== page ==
As any one of the students will tell you, there are few things I love more than some good, fun competition. During our weeks in Peru, we have experienced no shortage of opportunities to engage in recreational rivalries. Whether locals met in passing, sandal-clad kids, or our familiar trekking chefs, Peruvians have proved themselves to be eager and altitude-immune game-players.
The familiarization of our own games, be they childhood recess rituals or national pastimes, obscures the mythical nature of contests. In learning new games – Peruvian games – I have been reminded of the ways games teach us about societies. Games are magical. Legends and morals and lore – all that stuff we call culture – all surface when we play games.
During one afternoon on our trek, a few of our students found themselves in a pasture, encircled incidentally by a handful of young girls. The girls were playing a game, of course. Our students attempted to join in, but quickly discovered they did not understand the rules. They determined a pattern of sorts – a pair of girls would clap hands or grasp each other’s wrists and whisper one to another, a leaping or hopping of sorts would follow, then the sequence would restart. Though their efforts were sincere, the particularities of the game continued to elude our students. They remained subject to the points and giggles of the girls, who recognized the specificities of each of our students’ failures.
Returning to Urubamba after our trek, we were given another opportunity to prove ourselves in a game we had never before played. This time, we played with our climbing guides. They kindly explained to us that the game was similar to dodgeball, before promptly striking us with the thick-skinned fútsal ball we’d hauled for the duration of the trek. Slowly, we understood that the game was a bit like dodgeball – two teams, one throwing, one dodging. In the Peruvian variation, however, the throwing team forms two walls on either side of the dodging team, trapping the dodgers in a pinball machine with a human-made perimeter. In the midst of the ongoing thumping, a thought occurred to me: those who know the rules hold the power. In that way, a willingness to play unfamiliar games is the ultimate surrender, the final and fundamental means of communicating respect for someone else’s way of being in the world.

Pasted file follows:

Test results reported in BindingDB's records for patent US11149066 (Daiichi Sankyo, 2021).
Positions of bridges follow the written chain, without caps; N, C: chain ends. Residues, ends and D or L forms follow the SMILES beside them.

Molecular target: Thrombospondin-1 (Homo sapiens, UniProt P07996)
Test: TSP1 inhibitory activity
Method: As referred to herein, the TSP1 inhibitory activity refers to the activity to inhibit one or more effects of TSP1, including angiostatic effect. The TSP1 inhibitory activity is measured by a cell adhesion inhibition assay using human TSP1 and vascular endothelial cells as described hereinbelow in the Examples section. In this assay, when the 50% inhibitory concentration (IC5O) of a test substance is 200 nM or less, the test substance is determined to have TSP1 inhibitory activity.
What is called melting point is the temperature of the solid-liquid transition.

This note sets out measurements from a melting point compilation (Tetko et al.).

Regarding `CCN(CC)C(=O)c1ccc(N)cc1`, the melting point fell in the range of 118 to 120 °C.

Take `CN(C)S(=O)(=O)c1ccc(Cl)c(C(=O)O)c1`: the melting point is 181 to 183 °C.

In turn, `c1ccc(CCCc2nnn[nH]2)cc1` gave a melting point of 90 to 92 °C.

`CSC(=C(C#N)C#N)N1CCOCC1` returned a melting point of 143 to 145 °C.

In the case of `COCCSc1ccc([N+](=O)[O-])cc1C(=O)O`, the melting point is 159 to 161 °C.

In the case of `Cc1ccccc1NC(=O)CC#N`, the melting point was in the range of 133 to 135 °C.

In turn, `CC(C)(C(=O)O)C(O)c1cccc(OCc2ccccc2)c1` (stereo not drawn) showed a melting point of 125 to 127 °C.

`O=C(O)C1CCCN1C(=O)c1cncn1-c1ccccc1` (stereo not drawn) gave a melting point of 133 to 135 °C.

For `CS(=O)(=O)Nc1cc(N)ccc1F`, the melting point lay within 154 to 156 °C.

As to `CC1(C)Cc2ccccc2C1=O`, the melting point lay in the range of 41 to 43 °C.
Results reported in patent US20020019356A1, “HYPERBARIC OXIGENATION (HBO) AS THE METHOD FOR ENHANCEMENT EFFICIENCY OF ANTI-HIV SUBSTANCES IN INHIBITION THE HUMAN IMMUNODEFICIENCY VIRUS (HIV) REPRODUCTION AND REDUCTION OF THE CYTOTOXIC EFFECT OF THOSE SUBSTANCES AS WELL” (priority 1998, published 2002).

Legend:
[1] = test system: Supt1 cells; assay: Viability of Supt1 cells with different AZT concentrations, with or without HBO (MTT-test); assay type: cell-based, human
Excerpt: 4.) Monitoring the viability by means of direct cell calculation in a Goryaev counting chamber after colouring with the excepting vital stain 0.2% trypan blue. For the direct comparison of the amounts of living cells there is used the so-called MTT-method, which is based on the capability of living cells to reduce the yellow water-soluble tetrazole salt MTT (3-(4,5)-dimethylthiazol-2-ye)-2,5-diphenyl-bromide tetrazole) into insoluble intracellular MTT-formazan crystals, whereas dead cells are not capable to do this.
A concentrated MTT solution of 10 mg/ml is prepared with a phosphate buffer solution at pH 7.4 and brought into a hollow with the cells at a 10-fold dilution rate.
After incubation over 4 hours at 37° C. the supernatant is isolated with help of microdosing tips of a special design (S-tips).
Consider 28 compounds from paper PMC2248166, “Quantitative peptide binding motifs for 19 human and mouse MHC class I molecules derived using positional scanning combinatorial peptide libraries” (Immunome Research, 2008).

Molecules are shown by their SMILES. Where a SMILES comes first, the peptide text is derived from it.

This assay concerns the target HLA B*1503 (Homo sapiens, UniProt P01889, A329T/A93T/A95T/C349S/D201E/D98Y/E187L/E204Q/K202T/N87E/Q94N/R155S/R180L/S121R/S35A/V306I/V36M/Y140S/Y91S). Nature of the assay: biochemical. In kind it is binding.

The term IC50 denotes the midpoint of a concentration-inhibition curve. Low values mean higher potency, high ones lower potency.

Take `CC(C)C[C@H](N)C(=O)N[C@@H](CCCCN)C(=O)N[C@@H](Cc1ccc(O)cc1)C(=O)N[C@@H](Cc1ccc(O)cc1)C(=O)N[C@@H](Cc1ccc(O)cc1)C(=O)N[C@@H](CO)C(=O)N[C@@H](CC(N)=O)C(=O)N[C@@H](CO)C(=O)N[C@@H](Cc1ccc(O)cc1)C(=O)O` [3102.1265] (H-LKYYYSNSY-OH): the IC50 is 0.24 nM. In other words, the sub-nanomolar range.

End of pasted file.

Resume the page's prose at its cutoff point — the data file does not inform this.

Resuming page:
And finally, there’s the game that is in itself a universal language. Fútbol. Though I could speak at length about the splendor of the game – its purity, its capacity to create friendships and produce spontaneous moments of joy – I will limit my reflections on our opportunities to play soccer with Peruvians to one spare and ruthless point. We got our butts kicked.
I love this about the beautiful game – that the US, even among western countries, has no decided advantage. In this single regard, the established global hierarchy does not favor us. So while we walk off the field – or dirt patch or court or mound of soggy grass – with our heads hung in defeat – defeat (!) that I so regularly despise – after a game of soccer I also feel a small bubble of glee. A butterfly of correctness flitters in my stomach. We lost, and in that way I am reassured that some things remain right in the world.